Behavioral Ecology and Sociobiology

, Volume 14, Issue 1, pp 69–76 | Cite as

Advantages and a disadvantage of large size for male gammarus pulex (Crustacea: Amphipoda)

  • Paul I. Ward


The breeding system of the freshwater amphipod Gammarus pulex includes a precopulatory guarding phase by a male. The length of this guarding phase is investigated with respect to a male's size and the number and size of his competitors. As the absolute number of competitors increases, so does the guarding time but as the absolute number of available females increases, the guarding time decreases. Takeovers of the females by unpaired males are more frequent in longer precopulas (Table 2). In contests for females, larger males have two advantages over smaller males; they are better able to make a takeover (Table 2) and better able to resist takeover attempts while paired (Table 3). Males increase the length of the guarding phase as the mean size of their competitors increases (Table 4). When not paired males are usually searching for available females, perhaps in the stream current. Females are unaffected by current speed but increasing current causes decreased male survivorship (Table 5) and increased precopula duration (Table 5). Searching in currents is more dangerous for larger males than smaller ones. It is proposed that the male size distribution observed is the result of selection pressure to increase size from male-male competition balanced by selection against large size while searching for females in the current.


Selection Pressure Absolute Number Current Speed Breeding System Large Male 
These keywords were added by machine and not by the authors. This process is experimental and the keywords may be updated as the learning algorithm improves.


Unable to display preview. Download preview PDF.

Unable to display preview. Download preview PDF.


  1. Alcock J, Jones CE, Buckman SL (1977) Male nesting strategies in the bee Centris pallida Fox (Anthophoridae; Hymenoptera). Am Nat 111:145–155Google Scholar
  2. Birkhead TR, Clarkson K (1980) Mate selection and precopulatory guarding in Gammarus pulex. Z Tierpsychol 52:365–380Google Scholar
  3. Borgia G (1981) Mate selection in the fly Scatophaga stercoraria: female choice in a male-controlled system. Anim Behav 29:71–80Google Scholar
  4. Davies NB, Halliday TR (1977) Optimal mate selection in the toad Bufo bufo. Nature 269:56–58Google Scholar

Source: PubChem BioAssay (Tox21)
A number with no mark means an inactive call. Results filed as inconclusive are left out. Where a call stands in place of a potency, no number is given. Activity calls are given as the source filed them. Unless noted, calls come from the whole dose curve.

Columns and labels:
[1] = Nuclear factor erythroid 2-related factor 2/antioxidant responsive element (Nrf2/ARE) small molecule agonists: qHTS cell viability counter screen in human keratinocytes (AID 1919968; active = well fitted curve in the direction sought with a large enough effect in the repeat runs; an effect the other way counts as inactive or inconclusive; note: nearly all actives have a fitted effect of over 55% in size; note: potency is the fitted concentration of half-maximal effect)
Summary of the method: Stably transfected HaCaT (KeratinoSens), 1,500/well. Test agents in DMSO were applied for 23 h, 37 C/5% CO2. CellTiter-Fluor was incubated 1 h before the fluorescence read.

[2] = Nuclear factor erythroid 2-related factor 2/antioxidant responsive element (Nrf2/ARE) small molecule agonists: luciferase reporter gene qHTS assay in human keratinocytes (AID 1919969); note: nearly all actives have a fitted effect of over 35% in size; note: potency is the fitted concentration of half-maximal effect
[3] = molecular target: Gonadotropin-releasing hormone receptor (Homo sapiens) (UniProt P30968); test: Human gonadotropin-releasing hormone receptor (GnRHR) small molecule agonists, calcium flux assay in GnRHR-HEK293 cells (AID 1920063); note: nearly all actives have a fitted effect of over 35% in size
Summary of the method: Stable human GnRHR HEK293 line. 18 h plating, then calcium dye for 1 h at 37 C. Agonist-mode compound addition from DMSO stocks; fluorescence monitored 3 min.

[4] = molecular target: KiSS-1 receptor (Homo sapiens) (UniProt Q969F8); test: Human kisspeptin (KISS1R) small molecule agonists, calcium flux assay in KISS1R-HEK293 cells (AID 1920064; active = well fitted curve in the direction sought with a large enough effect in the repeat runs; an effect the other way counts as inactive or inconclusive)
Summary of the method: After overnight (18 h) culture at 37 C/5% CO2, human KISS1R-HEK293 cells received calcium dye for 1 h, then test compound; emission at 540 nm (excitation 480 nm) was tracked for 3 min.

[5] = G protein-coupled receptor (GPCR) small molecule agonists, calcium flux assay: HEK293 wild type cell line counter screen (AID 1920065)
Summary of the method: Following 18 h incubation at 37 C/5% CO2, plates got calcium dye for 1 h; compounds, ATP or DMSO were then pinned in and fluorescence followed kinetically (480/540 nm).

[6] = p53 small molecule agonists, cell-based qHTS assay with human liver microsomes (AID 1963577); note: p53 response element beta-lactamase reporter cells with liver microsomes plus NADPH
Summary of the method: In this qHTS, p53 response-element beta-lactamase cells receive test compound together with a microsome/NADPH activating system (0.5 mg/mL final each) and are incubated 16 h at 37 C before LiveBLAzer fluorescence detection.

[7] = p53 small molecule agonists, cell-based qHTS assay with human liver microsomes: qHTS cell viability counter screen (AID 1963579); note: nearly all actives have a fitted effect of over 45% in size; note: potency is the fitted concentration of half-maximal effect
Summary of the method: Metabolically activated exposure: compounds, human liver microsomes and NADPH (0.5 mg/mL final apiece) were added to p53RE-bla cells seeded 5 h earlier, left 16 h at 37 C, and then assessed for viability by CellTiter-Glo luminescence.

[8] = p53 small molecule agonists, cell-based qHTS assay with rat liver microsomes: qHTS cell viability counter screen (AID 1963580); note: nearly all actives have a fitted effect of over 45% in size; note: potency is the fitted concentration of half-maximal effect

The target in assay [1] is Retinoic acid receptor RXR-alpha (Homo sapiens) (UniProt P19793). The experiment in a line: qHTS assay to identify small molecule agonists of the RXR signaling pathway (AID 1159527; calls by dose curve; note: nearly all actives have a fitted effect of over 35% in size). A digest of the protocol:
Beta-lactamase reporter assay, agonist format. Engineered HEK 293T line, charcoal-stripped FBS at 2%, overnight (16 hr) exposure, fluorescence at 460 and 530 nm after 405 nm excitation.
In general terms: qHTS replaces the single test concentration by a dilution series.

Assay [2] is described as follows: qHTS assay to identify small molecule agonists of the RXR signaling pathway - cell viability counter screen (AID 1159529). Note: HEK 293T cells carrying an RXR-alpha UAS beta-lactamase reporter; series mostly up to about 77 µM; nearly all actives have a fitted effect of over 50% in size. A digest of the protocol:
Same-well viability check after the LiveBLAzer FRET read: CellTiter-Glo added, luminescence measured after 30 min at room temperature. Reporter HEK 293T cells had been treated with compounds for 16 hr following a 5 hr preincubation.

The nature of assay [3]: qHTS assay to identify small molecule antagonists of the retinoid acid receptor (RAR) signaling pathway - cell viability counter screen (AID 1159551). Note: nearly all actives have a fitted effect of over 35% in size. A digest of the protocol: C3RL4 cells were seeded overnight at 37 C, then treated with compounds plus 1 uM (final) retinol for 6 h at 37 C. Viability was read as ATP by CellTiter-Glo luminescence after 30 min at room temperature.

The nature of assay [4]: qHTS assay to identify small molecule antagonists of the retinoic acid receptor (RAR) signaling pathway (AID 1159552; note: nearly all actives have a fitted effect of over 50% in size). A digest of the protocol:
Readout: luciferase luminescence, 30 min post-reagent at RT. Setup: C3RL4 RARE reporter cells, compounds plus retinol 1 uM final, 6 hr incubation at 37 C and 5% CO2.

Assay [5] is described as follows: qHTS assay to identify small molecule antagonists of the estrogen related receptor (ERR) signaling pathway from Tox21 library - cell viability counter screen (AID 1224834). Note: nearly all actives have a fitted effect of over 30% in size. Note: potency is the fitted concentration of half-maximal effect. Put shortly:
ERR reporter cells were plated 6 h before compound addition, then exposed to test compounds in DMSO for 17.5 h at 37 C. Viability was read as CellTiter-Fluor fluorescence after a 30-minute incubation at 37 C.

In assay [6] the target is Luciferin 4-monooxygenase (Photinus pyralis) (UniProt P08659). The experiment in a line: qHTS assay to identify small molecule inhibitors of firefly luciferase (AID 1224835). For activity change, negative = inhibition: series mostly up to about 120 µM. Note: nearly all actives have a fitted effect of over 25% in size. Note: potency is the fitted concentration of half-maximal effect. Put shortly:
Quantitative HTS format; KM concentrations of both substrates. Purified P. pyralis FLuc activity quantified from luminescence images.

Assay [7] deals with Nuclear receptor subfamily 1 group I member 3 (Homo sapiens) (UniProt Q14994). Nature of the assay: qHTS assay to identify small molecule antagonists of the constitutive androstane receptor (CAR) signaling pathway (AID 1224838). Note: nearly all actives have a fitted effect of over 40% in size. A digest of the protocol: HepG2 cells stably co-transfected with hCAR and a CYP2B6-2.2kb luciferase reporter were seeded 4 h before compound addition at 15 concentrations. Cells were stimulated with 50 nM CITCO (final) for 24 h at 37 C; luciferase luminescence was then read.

5. Dennert HG (1974) Tolerance differences and interspecific competition in three members of the amphipod genus Gammarus. Bijdr Dierkd 44:83–99Google Scholar
  6. Gee JHR (1982) Resource utilization by Gammarus pulex (Amphipoda) in a Cotswold stream: a microdistribution study. J Anim Ecol 51:817–832Google Scholar
  7. Grafen A, Ridley M (1983) A model of mate guarding. J Theor Biol 102:549–567Google Scholar
  8. Hughes RV (1979) Precopula in Gammarus pulex. Unpublished Ph D thesis, University of LiverpoolGoogle Scholar
  9. Hynes HBN (1955) The reproductive cycle of some British freshwater Gammaridae. J Anim Ecol 24:352–387Google Scholar
  10. Hynes HBN (1970) The ecology of running waters. Liverpool University Press, LiverpoolGoogle Scholar
  11. Kim J-O, Kohout FJ (1975) Multiple regression analysis: subprogram regression. In: Nie NH, Hull CH, Jenkins JG, Steinbrenner K, Bent DH (eds) Statistical package for the social sciences. McGraw-Hill, New YorkGoogle Scholar
  12. Manning JT (1975) Male discrimination and investment in Asellus aquaticus (L.) and A. meridianus Racovitsza (Crustacea: Isopoda). Behaviour 55:1–14Google Scholar
  13. Maynard Smith J (1982) Evolution and the theory of games. Cambridge University Press, CambridgeGoogle Scholar
  14. Parker GA (1982) Phenotype-limited evolutionarily stable strategies. In: King's College Sociobiology Group (eds) Current problems in sociobiology. Cambridge University Press, CambridgeGoogle Scholar
  15. Partridge L, Farquhar M (in press) Lifetime mating success of male fruitflies (Drosophila melanogaster) is related to their size. Anim BehavGoogle Scholar
  16. Ridley M, Thompson DJ (1979) Size and mating in Asellus aquaticus (Crustacea: Isopoda). Z Tierpsychol 51:380–397Google Scholar
  17. Sutcliffe DW, Carrick TR, Willoughby LG (1981) Effects of diet, body size, age and temperature on growth rates in the amphipod Gammarus pulex. Freshwater Biol 11:183–214Google Scholar
  18. Ward PI (in press) The effects of size on the mating decisions of Gammarus pulex. (Crustacea: Amphipoda). Z TierpsycholGoogle Scholar

Copyright information

© Springer-Verlag 1983

Authors and Affiliations

  • Paul I. Ward
    • 1
  1. 1.Department of ZoologyUniversity of LiverpoolLiverpoolEngland

Personalised recommendations